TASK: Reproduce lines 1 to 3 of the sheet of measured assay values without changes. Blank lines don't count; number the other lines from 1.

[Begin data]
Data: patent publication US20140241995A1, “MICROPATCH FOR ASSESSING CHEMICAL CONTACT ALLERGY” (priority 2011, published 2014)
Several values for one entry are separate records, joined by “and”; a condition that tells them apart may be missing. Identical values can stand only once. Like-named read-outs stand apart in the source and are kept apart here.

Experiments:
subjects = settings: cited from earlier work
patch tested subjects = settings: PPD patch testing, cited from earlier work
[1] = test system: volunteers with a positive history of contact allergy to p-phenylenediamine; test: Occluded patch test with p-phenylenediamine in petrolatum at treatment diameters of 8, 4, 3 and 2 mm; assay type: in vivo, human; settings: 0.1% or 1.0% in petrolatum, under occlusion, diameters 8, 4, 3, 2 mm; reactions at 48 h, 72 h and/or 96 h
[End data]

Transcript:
Data: patent publication US20140241995A1, “MICROPATCH FOR ASSESSING CHEMICAL CONTACT ALLERGY” (priority 2011, published 2014)
Several values for one entry are separate records, joined by “and”; a condition that tells them apart may be missing. Identical values can stand only once. Like-named read-outs stand apart in the source and are kept apart here.

Experiments: